It appears that definition of school effectiveness is a complex task, one which should be expressed in terms of qualitative variables (school climate, instructional leadership, high expectations, etc.) as well as quantitative variables (achievement scores). The different methods used to measure school effectiveness can be analyzed along four basic dimensions: (1) level of aggregation; (2) criteria of effectiveness; (3) time frame of analysis; and (4) population. The patterns that have emerged in studying schools as complex social systems reveal a set of distinct characteristics in high-achieving schools. These factors include: (1) strong administrative leadership, particularly in the area of curriculum and instruction; (2) an orderly, safe environment conducive to learning; (3) a pervasive and broadly understood instructional focus emphasizing a commitment to basic skills; (4) teacher behaviours that convey the expectation that all students must obtain at least minimum mastery; and pupil achievement as the basis of programme evaluation. If our children are to achieve levels of productivity, citizenship, and personal comfort that exceed our own, they will have to be better educated. Much of that improved education must be provided in schools through a teacher's guidance. Therefore, our schools must become more effective to be able to carry out these functions (Owen, 2004).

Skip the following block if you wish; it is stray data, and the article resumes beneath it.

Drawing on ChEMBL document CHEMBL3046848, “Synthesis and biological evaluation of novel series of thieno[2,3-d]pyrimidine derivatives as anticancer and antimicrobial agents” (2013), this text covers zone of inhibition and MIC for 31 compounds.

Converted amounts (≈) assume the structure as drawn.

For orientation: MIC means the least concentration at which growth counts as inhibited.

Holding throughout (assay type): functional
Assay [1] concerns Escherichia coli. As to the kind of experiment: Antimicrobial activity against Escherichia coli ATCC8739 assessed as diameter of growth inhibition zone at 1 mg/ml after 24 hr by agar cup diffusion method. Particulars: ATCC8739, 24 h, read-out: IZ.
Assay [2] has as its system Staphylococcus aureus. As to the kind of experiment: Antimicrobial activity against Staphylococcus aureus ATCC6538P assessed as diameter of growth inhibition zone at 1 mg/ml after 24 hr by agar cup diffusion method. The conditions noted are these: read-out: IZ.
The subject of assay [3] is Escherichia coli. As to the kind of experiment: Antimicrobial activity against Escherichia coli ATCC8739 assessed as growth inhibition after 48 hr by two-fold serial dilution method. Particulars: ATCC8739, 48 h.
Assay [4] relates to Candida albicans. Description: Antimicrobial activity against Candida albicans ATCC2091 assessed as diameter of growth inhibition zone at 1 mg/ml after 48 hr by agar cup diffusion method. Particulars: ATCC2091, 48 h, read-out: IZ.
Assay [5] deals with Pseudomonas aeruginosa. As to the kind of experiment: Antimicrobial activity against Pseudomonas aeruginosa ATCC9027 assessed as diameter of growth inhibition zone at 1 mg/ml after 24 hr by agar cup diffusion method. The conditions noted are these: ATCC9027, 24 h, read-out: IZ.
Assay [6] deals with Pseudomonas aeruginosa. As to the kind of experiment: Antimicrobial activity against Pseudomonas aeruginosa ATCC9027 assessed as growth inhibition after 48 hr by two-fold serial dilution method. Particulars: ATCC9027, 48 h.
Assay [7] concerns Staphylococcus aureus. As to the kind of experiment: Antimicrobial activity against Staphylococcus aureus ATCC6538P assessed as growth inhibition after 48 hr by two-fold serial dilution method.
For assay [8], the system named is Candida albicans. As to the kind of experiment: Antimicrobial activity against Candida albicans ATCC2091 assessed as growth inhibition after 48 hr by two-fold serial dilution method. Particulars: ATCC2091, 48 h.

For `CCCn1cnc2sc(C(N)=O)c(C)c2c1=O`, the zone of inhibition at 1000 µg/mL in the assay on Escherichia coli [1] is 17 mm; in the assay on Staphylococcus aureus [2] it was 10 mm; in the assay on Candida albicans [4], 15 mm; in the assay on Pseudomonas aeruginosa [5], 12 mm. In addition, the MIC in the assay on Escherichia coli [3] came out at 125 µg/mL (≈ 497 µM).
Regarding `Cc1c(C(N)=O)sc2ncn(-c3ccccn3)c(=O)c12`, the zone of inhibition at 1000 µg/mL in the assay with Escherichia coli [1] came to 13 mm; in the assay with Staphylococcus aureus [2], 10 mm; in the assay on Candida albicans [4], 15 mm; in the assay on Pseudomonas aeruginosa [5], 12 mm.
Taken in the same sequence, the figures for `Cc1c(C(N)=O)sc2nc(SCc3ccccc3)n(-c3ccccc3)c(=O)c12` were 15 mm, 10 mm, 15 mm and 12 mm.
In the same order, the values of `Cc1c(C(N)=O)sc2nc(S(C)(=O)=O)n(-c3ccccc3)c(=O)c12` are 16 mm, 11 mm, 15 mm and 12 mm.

School effectiveness researchers' aim is to ascertain whether differences in resources, processes and organizational arrangements affect student outcomes, and if so in what way. Most educators would agree with Leithwood, Jantz & Steinbach (1999) when they concluded that conceptualizing effectiveness in terms of standardized achievement test scores was too narrow because it ignored all the effects of schooling, and the wider range of cognitive and affective variables that were essential outcomes of school effectiveness but could not be reflected by a test score. It is argued in another way that while the above observation is true, the reality of the politics of schooling demands a tangible measure that can be looked at comparatively and until more measures are ascribed to other desirable outcomes of schooling, and assessment of the psychometric properties of those outcomes are in place, students' achievement and competences would remain the yardstick by which schools are judged effective. Additionally, some variables such as: teachers' characteristics and school environmental factors have been reported to have impact on students' achievement (Amoo, 2000)

Much of the research into mathematics education in recent years has been driven by concerns about students' achievement in mathematics. In response to these concerns there has been a refocusing of attention...